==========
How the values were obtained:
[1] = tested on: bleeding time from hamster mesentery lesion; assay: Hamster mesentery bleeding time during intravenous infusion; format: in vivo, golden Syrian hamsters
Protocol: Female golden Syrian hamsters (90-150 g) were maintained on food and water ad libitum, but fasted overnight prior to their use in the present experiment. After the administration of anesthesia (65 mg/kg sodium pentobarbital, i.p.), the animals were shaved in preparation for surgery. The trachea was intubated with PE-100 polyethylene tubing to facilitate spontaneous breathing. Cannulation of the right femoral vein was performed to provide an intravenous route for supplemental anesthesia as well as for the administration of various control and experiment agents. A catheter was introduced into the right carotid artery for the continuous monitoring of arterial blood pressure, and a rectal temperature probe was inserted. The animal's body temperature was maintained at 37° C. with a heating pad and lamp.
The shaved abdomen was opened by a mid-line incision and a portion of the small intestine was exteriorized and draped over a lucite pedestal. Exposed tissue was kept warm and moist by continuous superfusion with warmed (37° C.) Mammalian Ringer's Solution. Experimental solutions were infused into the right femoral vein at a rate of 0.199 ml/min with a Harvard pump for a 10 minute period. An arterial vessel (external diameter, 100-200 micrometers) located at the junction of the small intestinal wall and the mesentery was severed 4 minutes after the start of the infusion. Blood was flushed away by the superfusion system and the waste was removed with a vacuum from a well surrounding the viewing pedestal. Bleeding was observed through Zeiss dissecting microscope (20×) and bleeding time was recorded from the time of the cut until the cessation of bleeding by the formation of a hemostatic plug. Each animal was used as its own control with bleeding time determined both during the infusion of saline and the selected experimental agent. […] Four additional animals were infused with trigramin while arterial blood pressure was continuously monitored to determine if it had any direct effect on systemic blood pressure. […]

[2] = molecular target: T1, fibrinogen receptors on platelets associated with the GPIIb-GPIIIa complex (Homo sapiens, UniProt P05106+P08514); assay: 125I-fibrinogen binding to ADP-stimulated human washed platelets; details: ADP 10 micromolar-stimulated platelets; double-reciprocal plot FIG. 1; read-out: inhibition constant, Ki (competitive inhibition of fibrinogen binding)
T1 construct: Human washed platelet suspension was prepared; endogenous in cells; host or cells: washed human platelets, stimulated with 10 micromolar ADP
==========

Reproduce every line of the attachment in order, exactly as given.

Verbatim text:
How the values were obtained:
[1] = tested on: bleeding time from hamster mesentery lesion; assay: Hamster mesentery bleeding time during intravenous infusion; format: in vivo, golden Syrian hamsters
Protocol: Female golden Syrian hamsters (90-150 g) were maintained on food and water ad libitum, but fasted overnight prior to their use in the present experiment. After the administration of anesthesia (65 mg/kg sodium pentobarbital, i.p.), the animals were shaved in preparation for surgery. The trachea was intubated with PE-100 polyethylene tubing to facilitate spontaneous breathing. Cannulation of the right femoral vein was performed to provide an intravenous route for supplemental anesthesia as well as for the administration of various control and experiment agents. A catheter was introduced into the right carotid artery for the continuous monitoring of arterial blood pressure, and a rectal temperature probe was inserted. The animal's body temperature was maintained at 37° C. with a heating pad and lamp.
The shaved abdomen was opened by a mid-line incision and a portion of the small intestine was exteriorized and draped over a lucite pedestal. Exposed tissue was kept warm and moist by continuous superfusion with warmed (37° C.) Mammalian Ringer's Solution. Experimental solutions were infused into the right femoral vein at a rate of 0.199 ml/min with a Harvard pump for a 10 minute period. An arterial vessel (external diameter, 100-200 micrometers) located at the junction of the small intestinal wall and the mesentery was severed 4 minutes after the start of the infusion. Blood was flushed away by the superfusion system and the waste was removed with a vacuum from a well surrounding the viewing pedestal. Bleeding was observed through Zeiss dissecting microscope (20×) and bleeding time was recorded from the time of the cut until the cessation of bleeding by the formation of a hemostatic plug. Each animal was used as its own control with bleeding time determined both during the infusion of saline and the selected experimental agent. […] Four additional animals were infused with trigramin while arterial blood pressure was continuously monitored to determine if it had any direct effect on systemic blood pressure. […]

[2] = molecular target: T1, fibrinogen receptors on platelets associated with the GPIIb-GPIIIa complex (Homo sapiens, UniProt P05106+P08514); assay: 125I-fibrinogen binding to ADP-stimulated human washed platelets; details: ADP 10 micromolar-stimulated platelets; double-reciprocal plot FIG. 1; read-out: inhibition constant, Ki (competitive inhibition of fibrinogen binding)
T1 construct: Human washed platelet suspension was prepared; endogenous in cells; host or cells: washed human platelets, stimulated with 10 micromolar ADP